Watiti, who is living positively, confirmed in 1993 that he was HIV-positive, although he suspects to have contracted the disease much earlier, around 1985.
“In January 1994, I lost my wife. In 1999, I got sick, characterised by tuberculosis, meningitis and Kaposi’s sarcoma, a cancer that comes with terminal HIV,” he explains.
Subsequently, he started taking ARVs between 1999 and 2000. “I improved a bit, but the adherence was still poor until 2003. But I still felt my life was not good, contemplating leaving Joy Medical Centre in Ndeeba, where I was working, for something else, or move to Botswana,” he recalls.
However in 2004, he applied to join Mildmay Uganda, where he is currently working, following an advert on a job vacancy.
“Upon starting my work here, I found a group of stigmatised people, some of whom I knew — they did not want to talk to me,” Watiti says.
One morning, he says, when giving the patients a health talk, they cared not to listen — they were busy reading newspapers and did not want to open up.
To get their attention, he had to tell them his own experience. “They stopped whatever they were doing, they shifted their eyes onto me and listened in unbelievable silence,” he says.
Living positively and healthy
Watiti says he has lived positively and healthy because he takes his drugs on time. “I also know my limits, for instance, I am close to 60. So I do not strain myself so much,” he says, adding: “I eat healthy and have not tasted alcohol for the last 40 years.”
“Getting married again helped me. I have someone I am accountable to. Those who can remarry should do it. It helps; it is part of positive living,” he advises.
Building trust with patients
According to Watiti, the best way to win the patients’ trust is to show that you listen and empathise with them.
“He or she will eventually trust you and tell you all that they cannot tell other people. Yes, there are challenges, for instance, sometimes I so much get involved that I am misunderstood,” he observes.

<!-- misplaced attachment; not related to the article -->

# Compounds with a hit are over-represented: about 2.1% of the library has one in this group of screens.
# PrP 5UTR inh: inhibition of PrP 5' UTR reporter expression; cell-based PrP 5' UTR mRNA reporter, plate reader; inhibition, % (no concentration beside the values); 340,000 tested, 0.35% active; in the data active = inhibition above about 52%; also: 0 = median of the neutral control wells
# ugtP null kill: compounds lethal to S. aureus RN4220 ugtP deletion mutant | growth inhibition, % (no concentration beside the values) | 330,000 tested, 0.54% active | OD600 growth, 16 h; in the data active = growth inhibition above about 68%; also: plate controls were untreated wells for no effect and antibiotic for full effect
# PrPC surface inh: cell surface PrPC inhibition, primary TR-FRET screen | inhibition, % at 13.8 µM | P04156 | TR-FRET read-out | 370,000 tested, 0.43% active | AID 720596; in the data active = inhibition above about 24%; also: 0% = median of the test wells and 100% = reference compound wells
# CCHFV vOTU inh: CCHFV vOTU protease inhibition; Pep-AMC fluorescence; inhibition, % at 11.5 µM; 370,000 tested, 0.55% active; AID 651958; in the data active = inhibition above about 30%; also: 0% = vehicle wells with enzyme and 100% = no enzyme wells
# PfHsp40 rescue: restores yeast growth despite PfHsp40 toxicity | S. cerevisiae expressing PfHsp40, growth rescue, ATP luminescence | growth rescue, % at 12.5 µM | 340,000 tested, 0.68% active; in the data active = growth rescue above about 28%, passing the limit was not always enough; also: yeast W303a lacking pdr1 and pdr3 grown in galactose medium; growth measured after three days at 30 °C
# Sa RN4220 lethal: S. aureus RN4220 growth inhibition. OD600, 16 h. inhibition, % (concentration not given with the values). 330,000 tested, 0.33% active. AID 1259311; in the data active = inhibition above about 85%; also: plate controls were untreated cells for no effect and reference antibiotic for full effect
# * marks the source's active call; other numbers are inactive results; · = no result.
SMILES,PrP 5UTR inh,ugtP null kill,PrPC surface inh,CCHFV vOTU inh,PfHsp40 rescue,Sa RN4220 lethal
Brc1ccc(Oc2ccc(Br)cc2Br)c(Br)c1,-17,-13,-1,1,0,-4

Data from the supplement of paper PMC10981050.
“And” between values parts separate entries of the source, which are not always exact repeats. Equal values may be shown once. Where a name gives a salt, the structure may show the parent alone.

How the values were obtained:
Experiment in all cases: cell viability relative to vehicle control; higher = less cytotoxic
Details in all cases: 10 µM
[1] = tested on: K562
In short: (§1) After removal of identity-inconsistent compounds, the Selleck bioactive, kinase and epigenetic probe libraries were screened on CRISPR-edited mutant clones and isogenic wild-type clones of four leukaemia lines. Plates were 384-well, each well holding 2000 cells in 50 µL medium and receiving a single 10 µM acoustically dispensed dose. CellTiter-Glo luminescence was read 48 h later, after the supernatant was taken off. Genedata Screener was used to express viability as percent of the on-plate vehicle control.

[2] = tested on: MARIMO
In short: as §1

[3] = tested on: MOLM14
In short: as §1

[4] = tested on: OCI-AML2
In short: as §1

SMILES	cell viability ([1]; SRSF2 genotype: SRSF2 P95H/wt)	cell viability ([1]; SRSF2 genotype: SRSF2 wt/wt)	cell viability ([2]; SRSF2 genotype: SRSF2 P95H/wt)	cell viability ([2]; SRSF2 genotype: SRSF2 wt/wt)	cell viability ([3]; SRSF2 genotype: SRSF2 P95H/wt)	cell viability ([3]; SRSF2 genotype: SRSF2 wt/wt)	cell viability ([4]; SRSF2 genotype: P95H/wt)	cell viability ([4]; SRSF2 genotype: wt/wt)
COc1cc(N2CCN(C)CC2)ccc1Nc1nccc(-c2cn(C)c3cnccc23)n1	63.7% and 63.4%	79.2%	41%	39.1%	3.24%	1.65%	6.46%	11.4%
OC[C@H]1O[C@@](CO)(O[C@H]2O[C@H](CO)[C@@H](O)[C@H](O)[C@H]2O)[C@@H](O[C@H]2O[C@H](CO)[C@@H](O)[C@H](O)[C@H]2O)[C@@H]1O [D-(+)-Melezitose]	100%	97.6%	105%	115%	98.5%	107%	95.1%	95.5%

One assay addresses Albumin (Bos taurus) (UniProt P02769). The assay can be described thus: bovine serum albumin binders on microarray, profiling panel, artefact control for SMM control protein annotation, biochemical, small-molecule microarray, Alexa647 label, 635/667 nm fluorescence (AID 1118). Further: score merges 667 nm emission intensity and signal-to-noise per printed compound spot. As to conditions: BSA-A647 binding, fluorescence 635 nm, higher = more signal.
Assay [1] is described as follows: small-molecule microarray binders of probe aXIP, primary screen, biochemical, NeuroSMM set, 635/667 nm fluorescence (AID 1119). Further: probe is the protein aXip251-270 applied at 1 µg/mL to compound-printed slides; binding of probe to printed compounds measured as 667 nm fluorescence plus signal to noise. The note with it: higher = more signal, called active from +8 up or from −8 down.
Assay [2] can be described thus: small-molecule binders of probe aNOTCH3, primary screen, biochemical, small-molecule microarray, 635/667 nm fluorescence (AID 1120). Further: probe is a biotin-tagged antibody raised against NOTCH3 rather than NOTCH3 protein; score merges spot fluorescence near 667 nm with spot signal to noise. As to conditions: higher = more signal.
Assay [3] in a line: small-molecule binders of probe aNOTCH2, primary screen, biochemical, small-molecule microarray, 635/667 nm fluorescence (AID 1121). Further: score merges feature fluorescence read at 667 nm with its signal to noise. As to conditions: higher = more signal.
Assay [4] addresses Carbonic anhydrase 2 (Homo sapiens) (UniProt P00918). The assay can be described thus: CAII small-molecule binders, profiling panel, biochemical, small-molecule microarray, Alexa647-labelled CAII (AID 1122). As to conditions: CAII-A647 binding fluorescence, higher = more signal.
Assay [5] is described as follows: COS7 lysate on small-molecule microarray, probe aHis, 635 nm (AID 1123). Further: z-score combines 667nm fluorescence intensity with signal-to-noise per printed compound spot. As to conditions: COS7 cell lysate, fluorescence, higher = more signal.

There are cases, he says, when people treat him with mistrust, fearing he would talk about them before other people.
HIV among medical workers
HIV prevalence among medical workers, Watiti observes, is still high. “Those who are HIV-positive have refused to open up. Others get infections through exposure, for instance, those working in laboratories and handle open TB cases and extensive surgeries — serious precaution must be taken,” he counsels.
Due to failure to open up, Watiti says most medical workers are on self-medication. “But even if you are a qualified doctor, it is advisable to surrender yourself to another person because you may not be objective,” he advises.
The fact that an HIV-positive person, according to Watiti, looks healthy, is a big challenge. HIV is no longer taken seriously. This, he says, is too dangerous and has accounted for many new infections.
Stigma is still a big problem. People, Watiti observes, cannot openly say they are sick. “Let us move to that level where people happily say they have high blood pressure or diabetes. Actually others say my pressure or my diabetes,” he advises.
Towards zero tolerance
To avert any increased effect of HIV/AIDS, Watiti says the zero tolerance strategy is the way to go.
“Our target is zero new infections, zero HIV/AIDS related-deaths and zero discrimination of HIV-positive people,” he explains, adding: “In Uganda, there are 100,000 new infections annually, 20,000 of which are children.
We can, for instance, secure zero new infections by treating all HIV-positive mothers, then about 90% will certainly produce HIV-negative children. Subsequently, the number of infected people will be low and so easy to treat and care for.”
With zero infections, he explains, people infected will not die of AIDS because there will be enough money to care for them.
With zero infections and access to treatment, discrimination, which is enacted stigma, will move towards zero.
Lastly, about 1.5 million people in Uganda are HIV-positive and between 300,000 and 340,000 are on ARVs.
More people, Watiti argues, can get treatment, if we all tested and knew which people to focus on and make their life better through a trusted fund.
“To sustain that fund, we can decide as a country to double every donor dollar with a dollar so as to get more people on treatment,” he suggests.